Stark (Robert Downey, Jr.) is enjoying a Scotch on the rocks in the back of a Humvee when his convoy is attacked by, ironically, the very weapons that he manufactures. He's kidnapped by an Afghan warlord (Faran Tahir) bent on the domination of something-or-other. Anyway, the warlord and his militant group are bad guys who shoot a lot of innocent villagers. And they want Stark to build them their very own high-tech missile.
Stark's got a handy-dandy assistant and translator in Yinsen (Shaun Toub), a fellow captive and surgeon, who saved Stark's life by implanting some sort of magnetic contraption into his chest to keep the shrapnel out of his heart. Or something like that. The important thing to note is that Stark has a heart after all - even if it's full of steel and wires and scraps culled from weapons of mass destruction. As long as he's part machine anyway, Stark goes ahead and builds himself an armored suit...Witness the clanky, clunky, rusty, birth of Iron Man, whose mother was, it turns out, the necessity of invention.
The invention of necessity is the job of the storytellers; and in this story, tin man Stark grows a conscience to go along with that heart - to the surprise of all and the dismay of many, most of all Obadiah Stane (Jeff Bridges). Stane runs Stark Industries and keeps the board of directors happy while the hepcat's away. Certain plot twists involving the chrome-domed Stane will be evident to anyone familiar with the hairstyles of the rich and villainous. The flaw to Iron Man, although it's certainly not a fatal flaw, is that the plot hews to a fairly standard superhero origins storyline (with companion supervillain origins subplot) - which means that there are not too many surprises in that department.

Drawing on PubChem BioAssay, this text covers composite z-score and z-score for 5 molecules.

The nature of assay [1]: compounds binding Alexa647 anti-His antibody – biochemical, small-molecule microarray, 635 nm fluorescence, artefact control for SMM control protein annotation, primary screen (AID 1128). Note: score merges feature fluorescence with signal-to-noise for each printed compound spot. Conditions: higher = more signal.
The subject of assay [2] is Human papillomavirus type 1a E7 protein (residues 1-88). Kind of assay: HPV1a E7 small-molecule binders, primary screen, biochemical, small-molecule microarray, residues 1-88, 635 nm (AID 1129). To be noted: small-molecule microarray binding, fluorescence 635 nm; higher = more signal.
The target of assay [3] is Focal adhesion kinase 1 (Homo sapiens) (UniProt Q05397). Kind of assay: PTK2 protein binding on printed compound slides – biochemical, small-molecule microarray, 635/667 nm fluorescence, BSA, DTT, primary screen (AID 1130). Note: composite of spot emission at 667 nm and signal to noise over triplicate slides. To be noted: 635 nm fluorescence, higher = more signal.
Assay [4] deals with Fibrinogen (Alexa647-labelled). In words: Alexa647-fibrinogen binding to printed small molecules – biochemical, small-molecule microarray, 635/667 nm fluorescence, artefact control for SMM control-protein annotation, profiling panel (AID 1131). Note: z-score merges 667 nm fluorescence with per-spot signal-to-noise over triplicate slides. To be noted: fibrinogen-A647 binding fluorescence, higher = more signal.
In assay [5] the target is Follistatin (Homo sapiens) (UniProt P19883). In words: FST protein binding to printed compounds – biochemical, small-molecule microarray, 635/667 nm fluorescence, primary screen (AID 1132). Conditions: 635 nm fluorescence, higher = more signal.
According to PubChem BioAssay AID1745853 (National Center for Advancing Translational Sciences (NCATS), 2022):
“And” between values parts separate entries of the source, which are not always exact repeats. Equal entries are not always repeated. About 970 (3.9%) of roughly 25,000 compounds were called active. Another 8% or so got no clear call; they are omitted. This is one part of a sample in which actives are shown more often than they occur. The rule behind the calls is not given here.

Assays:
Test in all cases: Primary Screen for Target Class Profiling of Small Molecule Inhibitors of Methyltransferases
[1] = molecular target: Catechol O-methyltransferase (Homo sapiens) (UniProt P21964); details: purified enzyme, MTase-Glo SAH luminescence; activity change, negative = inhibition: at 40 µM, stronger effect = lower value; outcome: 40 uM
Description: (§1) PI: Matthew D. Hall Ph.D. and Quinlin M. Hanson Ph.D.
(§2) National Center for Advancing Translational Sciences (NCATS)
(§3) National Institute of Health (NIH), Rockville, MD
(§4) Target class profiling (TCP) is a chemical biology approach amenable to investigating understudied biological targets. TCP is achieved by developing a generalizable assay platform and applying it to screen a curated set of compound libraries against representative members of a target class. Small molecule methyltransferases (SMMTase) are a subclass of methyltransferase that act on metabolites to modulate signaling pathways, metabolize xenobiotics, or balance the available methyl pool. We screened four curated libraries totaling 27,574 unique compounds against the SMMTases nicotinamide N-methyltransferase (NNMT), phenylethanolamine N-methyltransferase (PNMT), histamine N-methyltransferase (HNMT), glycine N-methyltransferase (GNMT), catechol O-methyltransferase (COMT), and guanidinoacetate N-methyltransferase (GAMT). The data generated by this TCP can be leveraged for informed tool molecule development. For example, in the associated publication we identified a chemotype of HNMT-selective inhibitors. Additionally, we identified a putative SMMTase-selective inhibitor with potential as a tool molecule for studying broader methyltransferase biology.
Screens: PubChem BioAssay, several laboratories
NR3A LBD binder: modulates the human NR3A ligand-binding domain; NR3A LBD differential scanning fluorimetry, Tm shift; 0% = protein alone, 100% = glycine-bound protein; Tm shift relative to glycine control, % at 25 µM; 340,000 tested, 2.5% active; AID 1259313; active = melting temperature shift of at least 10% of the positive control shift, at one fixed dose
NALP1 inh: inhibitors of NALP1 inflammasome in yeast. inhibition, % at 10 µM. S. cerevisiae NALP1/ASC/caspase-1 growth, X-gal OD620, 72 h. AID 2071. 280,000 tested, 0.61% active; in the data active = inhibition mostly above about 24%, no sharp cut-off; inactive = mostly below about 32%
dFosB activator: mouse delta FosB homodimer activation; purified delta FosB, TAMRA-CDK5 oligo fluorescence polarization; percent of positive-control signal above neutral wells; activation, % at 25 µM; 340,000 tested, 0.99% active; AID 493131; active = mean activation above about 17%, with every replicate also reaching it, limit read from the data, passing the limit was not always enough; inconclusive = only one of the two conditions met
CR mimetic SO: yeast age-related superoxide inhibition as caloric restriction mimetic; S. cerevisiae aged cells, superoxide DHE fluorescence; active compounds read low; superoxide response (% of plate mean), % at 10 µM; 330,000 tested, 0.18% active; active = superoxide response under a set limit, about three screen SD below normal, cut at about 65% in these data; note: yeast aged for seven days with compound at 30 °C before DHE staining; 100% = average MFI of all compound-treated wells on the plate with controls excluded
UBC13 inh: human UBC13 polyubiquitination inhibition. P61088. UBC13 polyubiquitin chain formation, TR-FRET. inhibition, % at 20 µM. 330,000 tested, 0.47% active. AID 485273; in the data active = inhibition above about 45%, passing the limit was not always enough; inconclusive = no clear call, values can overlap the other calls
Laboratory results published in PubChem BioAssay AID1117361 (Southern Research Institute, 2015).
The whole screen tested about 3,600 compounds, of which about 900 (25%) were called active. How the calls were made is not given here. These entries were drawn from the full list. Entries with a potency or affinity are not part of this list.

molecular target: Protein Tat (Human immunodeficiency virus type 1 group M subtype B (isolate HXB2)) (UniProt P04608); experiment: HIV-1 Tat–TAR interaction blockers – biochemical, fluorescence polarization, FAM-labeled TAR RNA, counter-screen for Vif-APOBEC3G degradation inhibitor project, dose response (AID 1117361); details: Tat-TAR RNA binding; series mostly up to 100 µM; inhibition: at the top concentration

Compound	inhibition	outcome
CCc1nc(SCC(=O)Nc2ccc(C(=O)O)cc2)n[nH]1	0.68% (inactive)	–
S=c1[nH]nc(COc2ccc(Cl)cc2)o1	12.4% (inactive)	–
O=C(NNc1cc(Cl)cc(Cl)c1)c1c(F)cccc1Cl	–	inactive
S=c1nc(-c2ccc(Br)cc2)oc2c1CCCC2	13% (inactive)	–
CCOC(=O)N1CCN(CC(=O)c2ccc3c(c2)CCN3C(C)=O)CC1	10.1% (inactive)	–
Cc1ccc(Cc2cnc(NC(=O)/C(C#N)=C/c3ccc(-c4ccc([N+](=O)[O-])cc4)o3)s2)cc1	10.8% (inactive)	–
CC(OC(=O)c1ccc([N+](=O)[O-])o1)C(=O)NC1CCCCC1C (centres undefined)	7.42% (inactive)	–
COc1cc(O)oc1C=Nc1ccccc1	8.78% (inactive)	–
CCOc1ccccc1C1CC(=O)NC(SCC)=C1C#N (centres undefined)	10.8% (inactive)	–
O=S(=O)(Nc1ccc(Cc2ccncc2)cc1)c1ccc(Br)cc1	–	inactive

On the other hand, screenwriters Mark Fergus and Hawk Ostby favor genuine dialogue and substantive and sometimes uneasy laughs over macho-posturing catchphrases, and there are plenty of unexpectedly complex pratfalls and hearty yuks in Iron Man. Director Jon Favreau (Elf) emphasizes character over action, which is, in the superhero action movie genre, a rare thing. (Don't worry: There's plenty of rapid-fire action in Iron Man too.) There are several terrific scenes in Iron Man that capture Stark and his compañeros in moments laden with personal history, with past disappointments and with unspoken feelings, and Favreau exhibits a light and lighthearted touch that gives the movie plenty of zing for the buck, to go along with all the bang.
I've always said that big movies need small stories, and the best parts of Iron Man are the little touches, the small details. It's what makes Iron Man a great fit for Downey - an actor at least as well-known for his checkered past and misspent youth as for his wunderkind talent. Downey gives genuine resonance to Stark's uneasy and complicated conflict between nascent morality and a natural gift for mayhem. The cast - which includes Gwyneth Paltrow as Stark's loyal and supercompetent personal assistant Pepper Potts and Terrence Howard as Air Force pilot/loyal friend/skeptic Rhodey - is particularly good, which means that Iron Man, like that custom-fitted suit of armor and armory, can be built around the characters instead of the other way around.
The gadgety hardware stuff in Iron Man is pretty darn cool, of course - Stark is a man who likes style and substance in his machines - and there's a lot of fun to be had in Stark's experimental phase and the frequency with which he falls to Earth (the movie certainly plays around with the Daedalus and Icarus mythology, although it's ice, not heat, that is Stark's downfall). But there aren't really any surprises in the movie's fight scenes (well, maybe a few). The best stuff is in the details, in all the little servos and gears and character alloys that keep this big picture moving as smoothly as that shiny metal suit.